Background: Recurrent wheezing during infancy is a heterogeneous disorder that has been associated with early-onset asthma.
Objective: To identify phenotypes of severe recurrent wheezing and therapeutic approaches.
Methods: We performed cluster analysis with 20 variables of 551 children with active asthma, younger than 36 months old, and enrolled in the Trousseau Asthma Program.
Results: We identified 3 independent clusters of children with wheezing. Cluster 1, mild episodic viral wheeze (n= 327), consisted of children with wheezing related only to colds (71%), mild disease (76%), and mainly normal chest x-ray results. Cluster 2, nonatopic uncontrolled wheeze (n = 157), was characterized by moderate to severe disease (91%), uncontrolled wheezing despite high doses of inhaled corticosteroids (55%), parents with asthma, and increased levels of ferritine. Cluster 3, atopic multiple-trigger wheeze (n = 67), included more children with multiple-trigger wheeze (68%) than did clusters 1 or 2; eczema (75%); a positive result from the Phadiatop Infant test (90%); increased levels of IgE, IgA, and IgG; and abnormal results from chest x-rays. In separate analysis, 1 parameter for boys (increased total level of IgE) and 2 parameters for girls (wheezing severity and increased total level of IgE) properly classified 90% of boys and 83% of girls in the appropriate cluster. Significant associations were found between overcrowding, molds and cockroaches at home, and atopic multiple-trigger wheeze and between day-care attendance and nonatopic uncontrolled wheeze in other parts.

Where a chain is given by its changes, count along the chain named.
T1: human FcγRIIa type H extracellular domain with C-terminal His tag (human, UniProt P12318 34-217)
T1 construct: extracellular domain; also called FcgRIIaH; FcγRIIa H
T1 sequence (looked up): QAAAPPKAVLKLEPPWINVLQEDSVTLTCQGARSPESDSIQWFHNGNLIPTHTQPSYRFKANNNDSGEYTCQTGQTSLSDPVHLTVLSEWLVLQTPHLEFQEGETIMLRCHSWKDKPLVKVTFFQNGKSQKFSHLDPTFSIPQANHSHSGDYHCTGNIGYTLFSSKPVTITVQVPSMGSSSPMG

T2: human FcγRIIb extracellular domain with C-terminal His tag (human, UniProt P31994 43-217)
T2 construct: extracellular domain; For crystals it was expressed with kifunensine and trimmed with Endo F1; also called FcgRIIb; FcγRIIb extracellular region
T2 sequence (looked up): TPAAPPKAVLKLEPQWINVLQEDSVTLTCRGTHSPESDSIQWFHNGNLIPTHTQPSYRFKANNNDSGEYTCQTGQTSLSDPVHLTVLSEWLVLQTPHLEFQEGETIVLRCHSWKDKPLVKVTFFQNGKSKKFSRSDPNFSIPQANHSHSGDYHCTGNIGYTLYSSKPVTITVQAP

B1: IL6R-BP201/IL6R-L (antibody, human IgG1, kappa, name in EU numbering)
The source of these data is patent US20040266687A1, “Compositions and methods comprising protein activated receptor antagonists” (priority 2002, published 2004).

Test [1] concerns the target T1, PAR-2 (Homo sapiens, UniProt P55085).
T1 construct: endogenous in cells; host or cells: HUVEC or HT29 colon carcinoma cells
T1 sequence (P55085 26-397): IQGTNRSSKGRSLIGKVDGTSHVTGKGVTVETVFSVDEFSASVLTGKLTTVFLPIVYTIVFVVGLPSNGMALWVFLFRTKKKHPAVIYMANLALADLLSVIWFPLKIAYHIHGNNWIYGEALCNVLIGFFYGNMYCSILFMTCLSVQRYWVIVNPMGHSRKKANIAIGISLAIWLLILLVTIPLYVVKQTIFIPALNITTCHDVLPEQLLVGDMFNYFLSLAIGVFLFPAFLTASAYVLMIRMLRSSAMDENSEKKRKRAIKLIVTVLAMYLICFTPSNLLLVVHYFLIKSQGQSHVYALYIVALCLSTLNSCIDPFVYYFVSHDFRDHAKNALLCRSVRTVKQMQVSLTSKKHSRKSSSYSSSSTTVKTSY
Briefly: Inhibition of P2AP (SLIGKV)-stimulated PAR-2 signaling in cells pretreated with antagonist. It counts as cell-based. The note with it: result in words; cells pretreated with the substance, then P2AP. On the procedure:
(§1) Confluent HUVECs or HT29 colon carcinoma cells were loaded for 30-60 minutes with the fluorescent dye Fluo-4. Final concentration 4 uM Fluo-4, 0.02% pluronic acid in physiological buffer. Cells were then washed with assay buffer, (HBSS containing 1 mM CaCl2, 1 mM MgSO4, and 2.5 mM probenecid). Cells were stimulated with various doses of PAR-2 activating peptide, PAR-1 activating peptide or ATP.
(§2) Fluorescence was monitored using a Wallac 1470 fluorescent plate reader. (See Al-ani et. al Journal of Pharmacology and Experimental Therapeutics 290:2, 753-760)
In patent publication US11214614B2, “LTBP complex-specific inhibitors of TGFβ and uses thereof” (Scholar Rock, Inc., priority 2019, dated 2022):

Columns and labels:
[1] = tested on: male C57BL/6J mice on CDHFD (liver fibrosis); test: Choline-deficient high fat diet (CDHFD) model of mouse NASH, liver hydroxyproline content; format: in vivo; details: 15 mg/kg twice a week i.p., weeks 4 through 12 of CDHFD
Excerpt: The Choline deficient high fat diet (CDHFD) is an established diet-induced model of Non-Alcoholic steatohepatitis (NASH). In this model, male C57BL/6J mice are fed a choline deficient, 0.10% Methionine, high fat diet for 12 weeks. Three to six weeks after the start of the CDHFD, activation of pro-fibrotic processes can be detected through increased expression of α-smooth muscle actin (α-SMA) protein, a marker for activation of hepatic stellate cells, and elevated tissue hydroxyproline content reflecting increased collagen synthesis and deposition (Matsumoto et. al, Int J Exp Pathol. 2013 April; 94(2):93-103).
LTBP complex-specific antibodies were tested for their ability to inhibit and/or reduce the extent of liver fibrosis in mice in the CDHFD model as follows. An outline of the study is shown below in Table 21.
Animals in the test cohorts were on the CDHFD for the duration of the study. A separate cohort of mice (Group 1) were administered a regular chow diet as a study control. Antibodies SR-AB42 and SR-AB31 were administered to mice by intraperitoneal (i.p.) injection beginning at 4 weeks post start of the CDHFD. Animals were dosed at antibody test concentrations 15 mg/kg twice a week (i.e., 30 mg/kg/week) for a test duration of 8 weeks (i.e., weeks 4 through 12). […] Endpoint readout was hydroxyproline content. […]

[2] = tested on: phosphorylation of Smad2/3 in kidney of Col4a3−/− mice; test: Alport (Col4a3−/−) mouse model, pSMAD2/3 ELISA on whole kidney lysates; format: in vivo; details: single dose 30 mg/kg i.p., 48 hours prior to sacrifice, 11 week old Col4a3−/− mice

Conclusion: We identified different phenotypes of recurrent wheezing in young children by using cluster analysis with usual variables. These phenotypes require confirmation in longer, follow-up studies.
Copyright © 2012 American Academy of Allergy, Asthma & Immunology. Published by Mosby, Inc. All rights reserved.